One of my favorite things is to inspire people to create a life they love. But lately I’ve been wondering exactly what this means. What are the components of a life well-lived? What will it take for us to say with conviction that we love our lives?
Is it just a self-help pipe dream to aspire to live an exceptional life?
In pondering these questions, I noticed a big mistake that many of us make when we embark on this path. The problem is that we tend to focus most of our attention on creating a career we love, without stopping to think about all of the other things that might bring us fulfillment, many of which have absolutely nothing to do with our jobs.
My career as an author, speaker, researcher and yoga teacher is a direct result of me taking the time to figure out what I love to do, and how to make money doing it. I do a lot of checking in with myself to figure out if my current job (whatever that might be) is of the highest service to me and to the world. In fact, I’d argue that I’m borderline obsessed with this topic. It’s something that I think about every day – without fail. I thought about it while I was in grad school. I thought about it when I worked for an IT research company. I thought about it when I was an entrepreneur. And now I think about it in my current role as a researcher at Harvard Medical School.
I seem to constantly be asking myself:
“Is this what I’m supposed to be doing with my life?”
“What feels right and/or wrong about this job?”
“Should I be following a different path?”
I ask the Universe for signs, symbols, and messages to direct me. I ask to be given the perfect people, places, and opportunities to place me on the exact right path at the exact right time. I pray for guidance. I meditate. I read a shitload of career-oriented self-help books. I do personal development questionnaires. I journal. I join mastermind groups. I hire top-notch career coaches. I take in what seems like an endless onslaught of inspirational newsletters and videos.
When I stepped back for a moment and asked myself why I devote so much of my time to this topic, the answer surprised me. I realized that I’ve fallen into the trap of thinking that if I can find a job that makes me happy, then I’ll be happy 100% of the time. But my erroneous thinking doesn’t stop there.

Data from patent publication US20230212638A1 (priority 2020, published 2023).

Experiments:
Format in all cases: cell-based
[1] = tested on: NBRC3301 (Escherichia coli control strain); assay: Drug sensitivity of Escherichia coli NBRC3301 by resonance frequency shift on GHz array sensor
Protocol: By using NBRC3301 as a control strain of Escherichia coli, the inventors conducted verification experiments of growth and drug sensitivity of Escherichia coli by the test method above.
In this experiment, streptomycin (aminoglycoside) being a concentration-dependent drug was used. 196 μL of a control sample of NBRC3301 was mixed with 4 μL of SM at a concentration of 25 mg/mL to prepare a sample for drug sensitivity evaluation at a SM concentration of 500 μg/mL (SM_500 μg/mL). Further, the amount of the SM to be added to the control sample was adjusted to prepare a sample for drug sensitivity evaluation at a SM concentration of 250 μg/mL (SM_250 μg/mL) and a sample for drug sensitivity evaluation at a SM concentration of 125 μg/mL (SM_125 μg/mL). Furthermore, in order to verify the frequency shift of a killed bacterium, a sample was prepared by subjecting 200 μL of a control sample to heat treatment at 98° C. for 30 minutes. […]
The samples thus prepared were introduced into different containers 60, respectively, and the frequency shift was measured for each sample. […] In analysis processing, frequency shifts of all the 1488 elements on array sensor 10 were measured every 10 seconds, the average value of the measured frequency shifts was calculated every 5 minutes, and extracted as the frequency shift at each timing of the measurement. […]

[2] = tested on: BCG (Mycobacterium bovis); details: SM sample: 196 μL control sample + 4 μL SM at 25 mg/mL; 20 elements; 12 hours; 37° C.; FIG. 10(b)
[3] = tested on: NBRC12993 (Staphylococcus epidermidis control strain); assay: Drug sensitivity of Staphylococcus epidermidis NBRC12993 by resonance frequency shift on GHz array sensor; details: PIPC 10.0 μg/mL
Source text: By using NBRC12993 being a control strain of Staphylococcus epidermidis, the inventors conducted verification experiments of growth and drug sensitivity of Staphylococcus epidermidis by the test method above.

I’ve also realized that I use my career as an indication of my self-worth. @BethanyButzer
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In other words, I realized that while my motivation is driven to some extent by my desire to help others and be of service, there’s a bit of a hidden agenda behind what I’m doing – a shadow side if you will – that motivates my desire to succeed. Deep down inside, I feel like I’m not worthy if I’m not doing a job in which I’m extremely successful.
Put differently, I’ve made the mistake of thinking that I am my job. I’ve spent so much time trying to create a job I love, that I’ve sometimes forgotten about creating a life I love.
Don’t get me wrong – it’s not like I’m working eighty hour weeks and neglecting all of the other aspects of my life. It’s more insidious than that. Instead, it’s that many of the things that I do outside of my job – things like yoga, meditation, eating healthy, getting enough sleep, reading inspirational books – are largely geared toward helping me be successful at my career. I take care of myself so that my brain can function at its highest capacity so that I can be top notch at what I do.
There isn’t necessarily anything wrong with this approach (at least not on the surface). But when I dig deeper, I see that I’m not looking after myself out of an internal knowing that I am already worthy regardless of my career – I’m looking after myself so that I can excel at my career. Almost everything that I do is related in one way or another to my desire to succeed at my job.
Lately I’ve been watching a series of videos about Vedanta, an ancient Indian system of philosophy. One of the Vedantic teachings that really struck a chord with me is this idea: I am not what I experience. And whatever I am not, I am free from. In other words, I am not my job. If for some reason my PhD was magically erased from my history, or Harvard suddenly disappeared from my resume, my True Self would still exist. I would still be amazing and worthy and good enough.
I’ve come to realize that one of my purposes in this life is to find a balance between the ambitious, achievement-oriented aspect of my personality and the deep and true part of me that knows that my internal happiness can never come from my external success. In all likelihood, there will always be aspects of my job that I dislike – no matter what I’m doing.
Most importantly, I can’t rely on my job to make me happy. I need to develop a deep, experiential knowledge of the fact that my True Nature is happiness. I’m not going to find this bliss in any self-help book or e-newsletter or fad of the week. Instead of seeking it from the outside, I need to go within.
I’m going to try to expand my view from creating a job I love to creating a life I love. And I think one of the first steps is to find the love that already exists inside.
Care to join me?
Bethany Butzer, Ph.D. is an author, speaker, researcher, and yoga teacher who helps people create a life they love. Check out her book, The Antidepressant Antidote, follow her on Facebook and Twitter, and join her whole-self health revolution.
If you’d like tips on how to create a life you love, plus some personal instruction from Bethany, check out her online course, Creating A Life You Love: Find Your Passion, Live Your Purpose and Create Financial Freedom.
*Image courtesy of Mark Sebastian.